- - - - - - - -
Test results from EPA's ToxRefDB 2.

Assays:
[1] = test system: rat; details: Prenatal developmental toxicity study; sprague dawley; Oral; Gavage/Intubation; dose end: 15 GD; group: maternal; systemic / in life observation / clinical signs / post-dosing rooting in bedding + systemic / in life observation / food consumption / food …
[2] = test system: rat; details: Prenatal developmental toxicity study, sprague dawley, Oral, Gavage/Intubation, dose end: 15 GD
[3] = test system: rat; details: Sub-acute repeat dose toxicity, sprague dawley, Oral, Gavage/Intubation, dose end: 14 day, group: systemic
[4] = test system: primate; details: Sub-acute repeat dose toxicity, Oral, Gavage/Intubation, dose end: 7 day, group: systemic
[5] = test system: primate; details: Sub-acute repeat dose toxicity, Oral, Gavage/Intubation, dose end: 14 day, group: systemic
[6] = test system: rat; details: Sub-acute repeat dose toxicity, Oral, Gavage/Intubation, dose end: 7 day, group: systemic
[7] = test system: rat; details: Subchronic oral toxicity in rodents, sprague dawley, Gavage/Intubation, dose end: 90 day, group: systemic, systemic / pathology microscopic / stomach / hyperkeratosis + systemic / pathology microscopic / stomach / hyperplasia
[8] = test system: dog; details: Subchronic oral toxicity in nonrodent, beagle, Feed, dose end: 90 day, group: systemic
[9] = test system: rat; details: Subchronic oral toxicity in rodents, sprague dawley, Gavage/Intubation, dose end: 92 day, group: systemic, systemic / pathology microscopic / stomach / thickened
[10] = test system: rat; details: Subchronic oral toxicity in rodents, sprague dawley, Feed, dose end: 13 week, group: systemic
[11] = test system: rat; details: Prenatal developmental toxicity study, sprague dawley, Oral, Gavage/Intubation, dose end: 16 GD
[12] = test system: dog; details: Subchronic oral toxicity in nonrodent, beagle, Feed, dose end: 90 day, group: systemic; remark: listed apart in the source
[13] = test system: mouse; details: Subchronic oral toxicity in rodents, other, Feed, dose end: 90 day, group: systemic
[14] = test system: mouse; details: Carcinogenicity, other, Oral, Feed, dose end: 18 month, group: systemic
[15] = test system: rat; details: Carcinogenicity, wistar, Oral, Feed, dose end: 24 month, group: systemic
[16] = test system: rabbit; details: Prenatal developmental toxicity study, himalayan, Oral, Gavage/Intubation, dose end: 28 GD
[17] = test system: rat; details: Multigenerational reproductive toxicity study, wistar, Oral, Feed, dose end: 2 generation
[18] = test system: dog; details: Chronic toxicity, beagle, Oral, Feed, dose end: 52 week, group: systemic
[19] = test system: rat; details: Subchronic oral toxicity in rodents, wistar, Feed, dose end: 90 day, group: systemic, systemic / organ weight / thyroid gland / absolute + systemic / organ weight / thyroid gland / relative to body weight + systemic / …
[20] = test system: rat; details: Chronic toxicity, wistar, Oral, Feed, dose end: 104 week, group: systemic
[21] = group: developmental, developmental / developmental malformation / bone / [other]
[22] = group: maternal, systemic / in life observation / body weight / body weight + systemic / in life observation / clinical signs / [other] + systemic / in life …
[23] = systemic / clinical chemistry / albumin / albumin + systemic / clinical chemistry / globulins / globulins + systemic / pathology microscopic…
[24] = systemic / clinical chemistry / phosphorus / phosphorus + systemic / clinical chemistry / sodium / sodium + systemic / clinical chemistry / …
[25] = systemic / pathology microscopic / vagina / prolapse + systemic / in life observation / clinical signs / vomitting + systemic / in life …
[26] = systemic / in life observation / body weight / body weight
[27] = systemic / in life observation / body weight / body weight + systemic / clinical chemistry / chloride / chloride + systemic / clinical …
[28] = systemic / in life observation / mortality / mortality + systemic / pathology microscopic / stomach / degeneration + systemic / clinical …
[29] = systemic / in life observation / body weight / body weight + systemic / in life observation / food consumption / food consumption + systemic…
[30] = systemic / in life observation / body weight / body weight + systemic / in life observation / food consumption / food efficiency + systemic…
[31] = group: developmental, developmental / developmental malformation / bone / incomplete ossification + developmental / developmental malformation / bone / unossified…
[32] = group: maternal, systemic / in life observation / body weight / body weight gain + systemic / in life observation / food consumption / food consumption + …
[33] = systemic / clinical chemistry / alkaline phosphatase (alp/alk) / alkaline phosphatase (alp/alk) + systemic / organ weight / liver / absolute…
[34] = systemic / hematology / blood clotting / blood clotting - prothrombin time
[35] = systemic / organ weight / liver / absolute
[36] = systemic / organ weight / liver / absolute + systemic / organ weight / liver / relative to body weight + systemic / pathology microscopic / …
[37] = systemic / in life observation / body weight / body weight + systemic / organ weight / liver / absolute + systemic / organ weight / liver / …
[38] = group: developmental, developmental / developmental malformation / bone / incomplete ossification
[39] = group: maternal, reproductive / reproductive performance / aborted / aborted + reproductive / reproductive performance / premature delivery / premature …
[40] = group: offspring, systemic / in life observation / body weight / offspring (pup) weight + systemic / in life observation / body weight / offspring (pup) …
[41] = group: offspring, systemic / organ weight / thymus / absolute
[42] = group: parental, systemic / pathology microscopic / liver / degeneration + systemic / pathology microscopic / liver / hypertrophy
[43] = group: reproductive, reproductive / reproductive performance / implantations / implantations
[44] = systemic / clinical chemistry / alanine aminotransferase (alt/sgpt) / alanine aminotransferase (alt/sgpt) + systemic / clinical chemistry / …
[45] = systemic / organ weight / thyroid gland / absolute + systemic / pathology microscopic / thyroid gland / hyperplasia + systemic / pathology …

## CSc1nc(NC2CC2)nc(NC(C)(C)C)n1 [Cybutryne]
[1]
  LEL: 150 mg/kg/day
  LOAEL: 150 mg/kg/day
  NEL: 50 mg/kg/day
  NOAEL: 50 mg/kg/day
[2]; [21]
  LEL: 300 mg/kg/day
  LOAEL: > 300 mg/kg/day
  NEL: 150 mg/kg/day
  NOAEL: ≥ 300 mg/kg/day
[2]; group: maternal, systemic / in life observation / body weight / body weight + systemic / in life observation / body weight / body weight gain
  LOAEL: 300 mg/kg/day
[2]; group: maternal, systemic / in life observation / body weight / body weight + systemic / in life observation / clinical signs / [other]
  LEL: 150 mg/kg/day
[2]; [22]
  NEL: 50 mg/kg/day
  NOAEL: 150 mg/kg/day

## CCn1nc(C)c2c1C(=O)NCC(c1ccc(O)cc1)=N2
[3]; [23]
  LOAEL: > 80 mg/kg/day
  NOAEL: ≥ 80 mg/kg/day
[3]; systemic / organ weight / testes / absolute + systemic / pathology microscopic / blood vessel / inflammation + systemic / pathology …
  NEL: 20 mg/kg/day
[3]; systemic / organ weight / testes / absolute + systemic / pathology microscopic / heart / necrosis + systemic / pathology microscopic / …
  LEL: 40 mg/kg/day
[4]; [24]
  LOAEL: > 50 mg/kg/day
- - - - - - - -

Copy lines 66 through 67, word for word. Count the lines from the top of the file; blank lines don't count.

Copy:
## CCn1nc(C)c2c1C(=O)NCC(c1ccc(O)cc1)=N2
[3]; [23]